The crowd at the Oriental Sports Center provided loud support over the final laps, erupting into more joy when the clock stopped four-tenths of a second inside Hackett’s mark. Fifth-place finisher Chad La Tourette of the United States said he was “just happy to be a part of it.” “I knew he was going to be close at the 800,” La Tourette said. “That was a fantastic swim and it really just kind of sets himself apart as a once-in-a-generation type swimmer like Grant was.”
It was only the second world record to fall in swimming since high-tech bodysuits were banned 19 months ago---and Hackett’s record had been the only mark to withstand the record deluge during the polyurethane era of 2008 and 2009. American all-around star Ryan Lochte set the first world record since the return to textile suits at this meet Tuesday in the 200 individual medley. The two world records set in this eight-day meet were a sharp contrast from the 43 marks that dropped at the last worlds in Rome two years ago.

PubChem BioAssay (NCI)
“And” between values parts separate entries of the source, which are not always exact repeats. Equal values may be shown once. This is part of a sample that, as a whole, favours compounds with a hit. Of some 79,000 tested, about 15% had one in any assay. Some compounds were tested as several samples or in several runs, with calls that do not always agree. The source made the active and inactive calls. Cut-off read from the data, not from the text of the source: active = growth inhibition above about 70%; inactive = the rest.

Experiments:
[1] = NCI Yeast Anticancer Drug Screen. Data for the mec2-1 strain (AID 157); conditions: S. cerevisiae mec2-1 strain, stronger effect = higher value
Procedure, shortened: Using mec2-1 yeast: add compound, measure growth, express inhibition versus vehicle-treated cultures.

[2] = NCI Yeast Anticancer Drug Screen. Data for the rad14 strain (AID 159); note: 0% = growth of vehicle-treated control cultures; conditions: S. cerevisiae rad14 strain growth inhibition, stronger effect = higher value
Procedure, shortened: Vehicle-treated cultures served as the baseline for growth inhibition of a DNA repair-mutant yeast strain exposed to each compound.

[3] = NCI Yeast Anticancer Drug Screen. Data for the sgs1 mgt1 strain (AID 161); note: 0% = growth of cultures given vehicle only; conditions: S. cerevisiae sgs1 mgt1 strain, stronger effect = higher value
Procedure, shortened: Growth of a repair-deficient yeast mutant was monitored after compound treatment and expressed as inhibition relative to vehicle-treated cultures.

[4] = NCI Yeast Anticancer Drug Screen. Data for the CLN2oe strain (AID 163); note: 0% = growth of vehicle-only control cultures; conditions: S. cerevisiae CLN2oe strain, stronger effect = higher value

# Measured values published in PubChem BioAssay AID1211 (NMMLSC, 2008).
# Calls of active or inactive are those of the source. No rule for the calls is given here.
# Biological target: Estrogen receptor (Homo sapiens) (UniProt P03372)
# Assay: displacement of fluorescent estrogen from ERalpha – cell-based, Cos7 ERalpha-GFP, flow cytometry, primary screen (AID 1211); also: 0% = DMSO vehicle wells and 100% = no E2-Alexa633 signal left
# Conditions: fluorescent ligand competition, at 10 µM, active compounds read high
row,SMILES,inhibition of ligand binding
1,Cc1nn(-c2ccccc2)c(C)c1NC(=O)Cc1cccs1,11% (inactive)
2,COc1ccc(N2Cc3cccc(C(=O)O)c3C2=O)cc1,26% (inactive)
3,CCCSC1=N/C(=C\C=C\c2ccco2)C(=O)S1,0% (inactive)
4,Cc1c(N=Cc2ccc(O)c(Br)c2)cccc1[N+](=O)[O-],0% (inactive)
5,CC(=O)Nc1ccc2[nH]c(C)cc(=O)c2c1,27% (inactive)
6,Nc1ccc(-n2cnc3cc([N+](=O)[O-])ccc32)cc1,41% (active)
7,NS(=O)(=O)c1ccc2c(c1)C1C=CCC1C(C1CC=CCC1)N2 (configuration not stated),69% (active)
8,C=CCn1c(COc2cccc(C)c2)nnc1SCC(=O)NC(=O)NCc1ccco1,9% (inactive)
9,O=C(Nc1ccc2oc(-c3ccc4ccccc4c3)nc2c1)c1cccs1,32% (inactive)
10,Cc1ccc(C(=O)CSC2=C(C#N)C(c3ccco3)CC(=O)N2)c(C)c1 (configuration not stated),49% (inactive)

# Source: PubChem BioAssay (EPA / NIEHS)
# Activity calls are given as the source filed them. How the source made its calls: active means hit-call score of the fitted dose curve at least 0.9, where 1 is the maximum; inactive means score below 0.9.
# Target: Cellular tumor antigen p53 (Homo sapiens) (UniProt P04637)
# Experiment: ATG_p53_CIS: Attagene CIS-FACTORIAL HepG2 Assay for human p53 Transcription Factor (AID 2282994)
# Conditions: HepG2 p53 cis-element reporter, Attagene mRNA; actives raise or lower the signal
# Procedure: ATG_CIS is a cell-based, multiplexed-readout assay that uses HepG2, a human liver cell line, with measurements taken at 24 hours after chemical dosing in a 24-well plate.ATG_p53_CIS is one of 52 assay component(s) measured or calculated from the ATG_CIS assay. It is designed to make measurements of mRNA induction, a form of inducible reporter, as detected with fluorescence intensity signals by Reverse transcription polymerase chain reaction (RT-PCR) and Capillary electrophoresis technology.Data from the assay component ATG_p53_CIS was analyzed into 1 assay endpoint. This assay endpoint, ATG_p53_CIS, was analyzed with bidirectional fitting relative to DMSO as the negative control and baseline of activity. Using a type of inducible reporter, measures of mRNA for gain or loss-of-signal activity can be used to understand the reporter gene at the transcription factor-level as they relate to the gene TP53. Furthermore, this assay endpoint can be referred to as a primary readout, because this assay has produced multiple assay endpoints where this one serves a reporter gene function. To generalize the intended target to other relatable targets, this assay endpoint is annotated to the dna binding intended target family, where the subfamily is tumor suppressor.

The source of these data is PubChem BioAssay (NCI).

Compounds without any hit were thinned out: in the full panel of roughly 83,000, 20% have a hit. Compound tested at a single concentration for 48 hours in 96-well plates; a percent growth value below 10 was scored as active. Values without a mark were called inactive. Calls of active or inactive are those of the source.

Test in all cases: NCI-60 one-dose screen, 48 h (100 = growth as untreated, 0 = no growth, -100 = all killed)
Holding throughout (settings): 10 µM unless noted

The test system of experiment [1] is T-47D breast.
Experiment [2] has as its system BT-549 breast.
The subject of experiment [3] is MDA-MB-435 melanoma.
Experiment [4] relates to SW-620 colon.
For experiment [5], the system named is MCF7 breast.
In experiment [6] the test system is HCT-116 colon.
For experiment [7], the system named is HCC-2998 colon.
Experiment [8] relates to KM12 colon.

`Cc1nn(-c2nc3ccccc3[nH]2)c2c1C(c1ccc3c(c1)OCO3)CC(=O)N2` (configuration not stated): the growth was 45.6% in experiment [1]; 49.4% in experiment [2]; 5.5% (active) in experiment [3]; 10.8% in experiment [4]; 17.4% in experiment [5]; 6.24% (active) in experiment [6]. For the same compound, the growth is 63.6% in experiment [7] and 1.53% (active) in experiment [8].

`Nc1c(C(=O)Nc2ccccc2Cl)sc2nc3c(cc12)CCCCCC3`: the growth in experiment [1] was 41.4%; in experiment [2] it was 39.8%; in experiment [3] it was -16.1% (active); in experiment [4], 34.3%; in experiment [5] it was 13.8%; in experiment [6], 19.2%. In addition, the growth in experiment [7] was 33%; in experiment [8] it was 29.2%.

The 19-year-old Sun also won the 800 free earlier in the meet, plus a silver in the 400 and a bronze with China’s 4x200 relay squad. He is coached by Hackett’s former mentor, Dennis Cotterell. Upon breaking Hackett’s mark, an exhausted Sun celebrated mildly, then bowed to the crowd. Later, nearly all the fans in attendance sang along to the Chinese anthem. “I still think I have things to improve, especially my mental state,” Sun said. “After winning the gold medal, I think more and more people will pay more attention to me. There’s no doubt I will feel more pressure but I’m still young and I don’t want to be burdened by gigantic pressures. So next year, I will keep a relaxed mindset so I can handle future races.”
Poster commemorating Mao's Yangtze River swim
Hot Water Mars the Open Water Swim at the World Swimming Championships